Reality– Future tattoo and massage parlors, drug deals on the corners, Section 8 rundown unkempt buildings with crime rampant and Coddingtown being only able to lease to dollar stores, fast food, head shops and pawn shops. Maybe a future casino in place of JC Penney ?

    And why FORCE Coddingtown to build residential ? Plus I noticed that the un-needed bicycle bridge over 101 is still thought of as a viable plan.

    The whole thing stinks, starting with the train. I can agree with Sawyer to wait until the train opens, though my view of the outcome is FAR different than his. Mine is wait and see that no one will ride the silly train to nowhere before thinking that they will flock to live near Coddingtown in a high rise apartment.

    Sure, build more apartments there, but that ” mixed use” with shops downstairs is an awful idea. I do know a bit about the area having lived and worked extensively to the north for years, and my ex-wife was a store manager at Coddingtown. I think that mixing use is very risky, as commercial property and residential properties are two different things.

    I KNOW the area, and anyone that wants to can live very near Coddingtown. There are THOUSANDS of apartments just north on McBride, Range, and other close-in apartments. Even some condo-purchase complexes. I had a single family home and leased a commercial building in the area for years.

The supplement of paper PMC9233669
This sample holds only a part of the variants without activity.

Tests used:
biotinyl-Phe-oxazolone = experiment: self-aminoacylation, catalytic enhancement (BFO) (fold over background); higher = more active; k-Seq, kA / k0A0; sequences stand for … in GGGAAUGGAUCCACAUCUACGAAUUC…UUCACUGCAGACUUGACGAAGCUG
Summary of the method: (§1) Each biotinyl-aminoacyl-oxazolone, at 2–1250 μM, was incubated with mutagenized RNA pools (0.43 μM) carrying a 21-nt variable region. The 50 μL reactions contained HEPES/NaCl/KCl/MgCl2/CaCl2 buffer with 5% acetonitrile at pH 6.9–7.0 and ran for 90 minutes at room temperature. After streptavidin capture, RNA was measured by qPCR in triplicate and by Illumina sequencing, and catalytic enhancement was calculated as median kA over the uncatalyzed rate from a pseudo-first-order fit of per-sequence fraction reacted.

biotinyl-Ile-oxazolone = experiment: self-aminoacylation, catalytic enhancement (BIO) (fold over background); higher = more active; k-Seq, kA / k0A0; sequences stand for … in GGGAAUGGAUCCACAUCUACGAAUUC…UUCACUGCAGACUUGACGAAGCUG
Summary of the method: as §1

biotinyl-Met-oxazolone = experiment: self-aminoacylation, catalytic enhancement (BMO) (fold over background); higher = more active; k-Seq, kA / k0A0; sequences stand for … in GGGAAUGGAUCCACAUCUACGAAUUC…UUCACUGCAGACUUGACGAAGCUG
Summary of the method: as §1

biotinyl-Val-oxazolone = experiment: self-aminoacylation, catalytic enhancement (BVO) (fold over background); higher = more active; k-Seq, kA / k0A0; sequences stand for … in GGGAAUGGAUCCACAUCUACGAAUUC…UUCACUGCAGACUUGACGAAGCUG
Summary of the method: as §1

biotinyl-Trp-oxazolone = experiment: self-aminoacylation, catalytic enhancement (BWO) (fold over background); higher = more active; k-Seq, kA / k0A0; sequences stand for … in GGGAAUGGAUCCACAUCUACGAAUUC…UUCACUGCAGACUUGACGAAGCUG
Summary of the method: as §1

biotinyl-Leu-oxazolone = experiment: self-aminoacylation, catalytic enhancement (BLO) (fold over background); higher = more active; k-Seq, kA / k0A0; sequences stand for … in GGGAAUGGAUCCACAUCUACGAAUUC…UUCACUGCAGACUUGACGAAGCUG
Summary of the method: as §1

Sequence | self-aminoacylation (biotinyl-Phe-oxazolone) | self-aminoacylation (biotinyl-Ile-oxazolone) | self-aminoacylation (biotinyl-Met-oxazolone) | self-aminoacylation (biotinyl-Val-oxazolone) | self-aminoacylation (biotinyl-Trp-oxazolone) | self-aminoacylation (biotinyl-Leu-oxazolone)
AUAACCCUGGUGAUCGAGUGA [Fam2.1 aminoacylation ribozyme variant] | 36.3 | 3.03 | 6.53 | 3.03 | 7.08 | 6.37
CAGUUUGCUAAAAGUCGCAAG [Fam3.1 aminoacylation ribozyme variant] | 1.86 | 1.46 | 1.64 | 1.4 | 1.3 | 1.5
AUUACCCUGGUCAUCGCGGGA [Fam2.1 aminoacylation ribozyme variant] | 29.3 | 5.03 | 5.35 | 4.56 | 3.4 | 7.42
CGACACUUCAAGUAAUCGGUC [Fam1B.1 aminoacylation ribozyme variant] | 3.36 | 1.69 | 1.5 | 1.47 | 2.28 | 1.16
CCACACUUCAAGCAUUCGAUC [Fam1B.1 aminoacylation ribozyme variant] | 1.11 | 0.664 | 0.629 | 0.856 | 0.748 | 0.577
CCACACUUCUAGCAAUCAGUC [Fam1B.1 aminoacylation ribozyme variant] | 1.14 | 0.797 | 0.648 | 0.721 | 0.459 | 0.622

As far as bicycles go– I have ridden a bike there for decades, since 1982 anyway, and my kids rode bikes back in their youth, over to the College area by themselves ! My biggest complaint is that going eastbound under the freeway @ Guerneville Road/Steele Lane it has always been easier to take the sidewalk going the WRONG direction on the north side. That sidewalk in front of Denny’s has been bad since 1982. Redo that sidewalk, and the bicyclists would use that side. Really, look at it sometime, that intersection has been re-worked many times, yet that busted up narrow sidewalk must be some ‘Historical Sidewalk’ or something. I will look next time I drive by, as I don’t ride it 4 times a week like I did a few years back. ( I should have taken time-lapse pics of the new overpass construction, it was fascinating to see the whole thing from start to finish. )

    Enough said ? Nahhhh

  9. Over easy says:

    Err that would be “Look” not took. Damn fat thumbs.

  10. Eric Newman says:

    The vote on the North Santa Rosa plan by the city council is good evidence of why we need a progressive majority on the council. The Chamber pawns on the council voted to throw the public good under the bus by catering to the demands of one large commercial property owner. The public be damned if even one demand be made on the sacred personhood of a national corporate operator.

    This the root dysfunction in modern America: government does not operate in the interests of the entire community, but on behalf of an arrogant ownership class who think that they above the law and the social contract.

    Through the sycophantic service of their political enablers, their word is the law!

    We can turn back this tide of the corporate overlords, starting right here with our city council. Vote for Julie Combs, Caroline Banuelos, and Erin Carlstrom if you want a city government that is responsive to real people, not the bogus and inflated corporate “persons” who have bent us to their will.

  11. Over easy says:

    Took to downtown Windsor for a forecast of how this will pan out. It only cost the developer, bankers, and taxpayers everything.